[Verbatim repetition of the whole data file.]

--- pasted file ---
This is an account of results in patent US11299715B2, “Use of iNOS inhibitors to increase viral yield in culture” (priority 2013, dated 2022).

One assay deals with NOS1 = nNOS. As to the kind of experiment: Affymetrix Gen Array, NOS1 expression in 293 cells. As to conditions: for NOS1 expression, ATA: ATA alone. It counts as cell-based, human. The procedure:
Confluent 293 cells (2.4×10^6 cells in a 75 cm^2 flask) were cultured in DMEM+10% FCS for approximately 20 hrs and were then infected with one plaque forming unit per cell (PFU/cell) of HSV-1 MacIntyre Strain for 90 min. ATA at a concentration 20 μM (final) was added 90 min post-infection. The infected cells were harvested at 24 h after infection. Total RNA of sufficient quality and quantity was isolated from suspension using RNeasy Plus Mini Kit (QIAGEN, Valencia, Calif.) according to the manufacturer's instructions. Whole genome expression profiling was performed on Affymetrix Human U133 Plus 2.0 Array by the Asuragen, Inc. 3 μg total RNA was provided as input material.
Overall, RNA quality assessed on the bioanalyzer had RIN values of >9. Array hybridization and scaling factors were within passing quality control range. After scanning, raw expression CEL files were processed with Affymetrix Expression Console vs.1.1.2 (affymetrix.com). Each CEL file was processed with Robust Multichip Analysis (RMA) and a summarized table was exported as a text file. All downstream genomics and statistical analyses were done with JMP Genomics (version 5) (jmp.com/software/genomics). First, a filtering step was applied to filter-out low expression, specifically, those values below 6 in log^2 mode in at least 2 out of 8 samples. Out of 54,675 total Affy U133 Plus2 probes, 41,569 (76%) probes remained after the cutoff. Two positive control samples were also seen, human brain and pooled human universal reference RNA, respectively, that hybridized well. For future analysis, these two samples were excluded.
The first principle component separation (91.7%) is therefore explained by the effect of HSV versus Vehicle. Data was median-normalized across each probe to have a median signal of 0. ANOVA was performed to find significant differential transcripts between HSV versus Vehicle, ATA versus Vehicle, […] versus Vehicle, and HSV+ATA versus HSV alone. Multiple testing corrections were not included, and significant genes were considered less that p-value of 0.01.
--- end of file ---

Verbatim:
This is an account of results in patent US11299715B2, “Use of iNOS inhibitors to increase viral yield in culture” (priority 2013, dated 2022).

One assay deals with NOS1 = nNOS. As to the kind of experiment: Affymetrix Gen Array, NOS1 expression in 293 cells. As to conditions: for NOS1 expression, ATA: ATA alone. It counts as cell-based, human. The procedure:
Confluent 293 cells (2.4×10^6 cells in a 75 cm^2 flask) were cultured in DMEM+10% FCS for approximately 20 hrs and were then infected with one plaque forming unit per cell (PFU/cell) of HSV-1 MacIntyre Strain for 90 min. ATA at a concentration 20 μM (final) was added 90 min post-infection. The infected cells were harvested at 24 h after infection. Total RNA of sufficient quality and quantity was isolated from suspension using RNeasy Plus Mini Kit (QIAGEN, Valencia, Calif.) according to the manufacturer's instructions. Whole genome expression profiling was performed on Affymetrix Human U133 Plus 2.0 Array by the Asuragen, Inc. 3 μg total RNA was provided as input material.
Overall, RNA quality assessed on the bioanalyzer had RIN values of >9. Array hybridization and scaling factors were within passing quality control range. After scanning, raw expression CEL files were processed with Affymetrix Expression Console vs.1.1.2 (affymetrix.com). Each CEL file was processed with Robust Multichip Analysis (RMA) and a summarized table was exported as a text file. All downstream genomics and statistical analyses were done with JMP Genomics (version 5) (jmp.com/software/genomics). First, a filtering step was applied to filter-out low expression, specifically, those values below 6 in log^2 mode in at least 2 out of 8 samples. Out of 54,675 total Affy U133 Plus2 probes, 41,569 (76%) probes remained after the cutoff. Two positive control samples were also seen, human brain and pooled human universal reference RNA, respectively, that hybridized well. For future analysis, these two samples were excluded.
The first principle component separation (91.7%) is therefore explained by the effect of HSV versus Vehicle. Data was median-normalized across each probe to have a median signal of 0. ANOVA was performed to find significant differential transcripts between HSV versus Vehicle, ATA versus Vehicle, […] versus Vehicle, and HSV+ATA versus HSV alone. Multiple testing corrections were not included, and significant genes were considered less that p-value of 0.01.